I would like to invite you, Dear Reader, to consider a world of darkness; a world without hope, without faith and without love. A world in which the only people, born into it of natural descent like you or I, are tormented by almost people; people without hope, without fate and totally devoid of love. Dear reader, I would like to name for you these foul phantasmal aggressors to humanity; the dynasty of Vampirica. An ancient clan of non-human entities that inhabited the earth from the first year on record until 200 years ago. Or so it is said. I base my following tale on the great voyage I will undertake to trace the legend that one Vampirica remains; The Lady of Ravens.
I stared at my words blankly and placed my quill down on the desk; what was I doing? I couldn’t possibly plan a voyage to uncover some unknown secret I had read about in a book. As a start, I didn’t have a boat and I didn’t have a clue. My world is that of Erinsbourne. A small town on a small island in the middle of the sea; a place where everything was expected and nothing unexpected ever happened. A land where the sun rose and set with the passage of time. I often wondered as a child what would happen if one morning the sun never rose from beyond the horizon; would the people of Erinsbourne simply forget to rise from their beds? Would the people die just because no one told them to live?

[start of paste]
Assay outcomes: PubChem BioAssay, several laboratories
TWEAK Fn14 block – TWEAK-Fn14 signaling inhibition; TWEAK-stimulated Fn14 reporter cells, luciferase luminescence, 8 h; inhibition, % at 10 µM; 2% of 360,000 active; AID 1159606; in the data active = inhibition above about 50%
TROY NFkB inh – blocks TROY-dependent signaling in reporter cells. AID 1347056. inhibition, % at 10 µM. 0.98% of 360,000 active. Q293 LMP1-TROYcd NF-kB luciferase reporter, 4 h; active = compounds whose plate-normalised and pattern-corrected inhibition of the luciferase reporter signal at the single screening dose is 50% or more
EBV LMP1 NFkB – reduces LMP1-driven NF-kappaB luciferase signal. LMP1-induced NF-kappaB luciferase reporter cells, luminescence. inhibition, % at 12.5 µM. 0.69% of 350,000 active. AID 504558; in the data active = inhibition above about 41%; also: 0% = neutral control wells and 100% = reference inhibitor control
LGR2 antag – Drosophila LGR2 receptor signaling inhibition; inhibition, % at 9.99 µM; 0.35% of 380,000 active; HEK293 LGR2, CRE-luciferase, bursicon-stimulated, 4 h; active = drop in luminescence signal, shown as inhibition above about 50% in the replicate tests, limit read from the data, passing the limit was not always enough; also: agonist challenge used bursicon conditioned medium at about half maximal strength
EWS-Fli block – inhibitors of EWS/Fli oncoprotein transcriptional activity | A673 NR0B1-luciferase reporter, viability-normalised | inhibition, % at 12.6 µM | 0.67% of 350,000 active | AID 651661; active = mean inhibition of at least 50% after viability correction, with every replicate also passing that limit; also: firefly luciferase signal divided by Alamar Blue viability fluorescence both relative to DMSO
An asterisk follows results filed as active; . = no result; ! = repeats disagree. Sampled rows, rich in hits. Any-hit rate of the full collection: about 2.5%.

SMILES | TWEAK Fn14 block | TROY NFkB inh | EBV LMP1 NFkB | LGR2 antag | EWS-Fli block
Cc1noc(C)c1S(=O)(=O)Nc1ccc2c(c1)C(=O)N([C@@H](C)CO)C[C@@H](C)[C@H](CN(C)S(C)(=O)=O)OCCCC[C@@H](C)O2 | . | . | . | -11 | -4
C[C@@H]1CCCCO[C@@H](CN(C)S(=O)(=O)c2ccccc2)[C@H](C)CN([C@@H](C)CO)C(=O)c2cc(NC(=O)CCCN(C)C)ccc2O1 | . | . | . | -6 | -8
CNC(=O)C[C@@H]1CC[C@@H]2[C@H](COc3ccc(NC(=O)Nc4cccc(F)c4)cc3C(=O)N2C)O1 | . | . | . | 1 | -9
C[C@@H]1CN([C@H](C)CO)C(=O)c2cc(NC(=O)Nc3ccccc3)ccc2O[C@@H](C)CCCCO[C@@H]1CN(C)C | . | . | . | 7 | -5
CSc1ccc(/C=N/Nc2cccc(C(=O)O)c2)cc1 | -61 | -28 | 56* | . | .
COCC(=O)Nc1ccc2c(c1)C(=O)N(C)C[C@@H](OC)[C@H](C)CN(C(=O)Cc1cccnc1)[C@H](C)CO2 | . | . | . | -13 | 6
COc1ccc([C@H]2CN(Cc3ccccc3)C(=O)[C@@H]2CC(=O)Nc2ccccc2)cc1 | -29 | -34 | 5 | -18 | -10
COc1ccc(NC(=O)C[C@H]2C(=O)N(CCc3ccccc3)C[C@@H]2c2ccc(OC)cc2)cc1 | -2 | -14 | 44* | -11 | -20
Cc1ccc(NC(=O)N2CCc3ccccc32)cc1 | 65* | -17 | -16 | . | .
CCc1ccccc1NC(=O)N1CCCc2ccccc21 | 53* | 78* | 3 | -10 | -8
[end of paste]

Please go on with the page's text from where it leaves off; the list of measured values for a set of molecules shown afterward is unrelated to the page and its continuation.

That aside, what would I do to get a boat? More specifically a boat that could withstand the open sea and take me to Perville. I didn’t have the money for a boat. I didn’t have the money for anything really. So I would have to steal one; go to the one interesting thing in Erinsbourne - the harbor - and hop on a ship. It all seemed so easy when written on white parchment. I looked around the room for inspiration.
The fire died low in the hearth with each separate burning ember flaking away from its native motherland of the flame and wrought a shadowy ghost upon the deafeningly threadbare midnight blue carpet which adored the cracked wooden floor. That held nothing. I looked to the single bed wedged into the corner of the tiny room, cold and unmade, with a thin line of shallow twilight, not yet adored with subtle star light due to it being - . I glanced at the small copper clock on the desk I sat at; 8 o’clock. Through the small face of the glass was unpolished and rather grimy, I could still make out the time. It was early. The few cargo ships that brought imports to Erinsbourne’s harbour every other night wouldn’t arrive for about another two hours. That gave me some time. Yes, I could feel it; tonight was the night; there was a full moon suspended in the sky and there was a slight hint of something untraceable in the air. I had to pack. What do you bring for whatever this is? Dare one call it an adventure? Yes, one did dare- that one was me.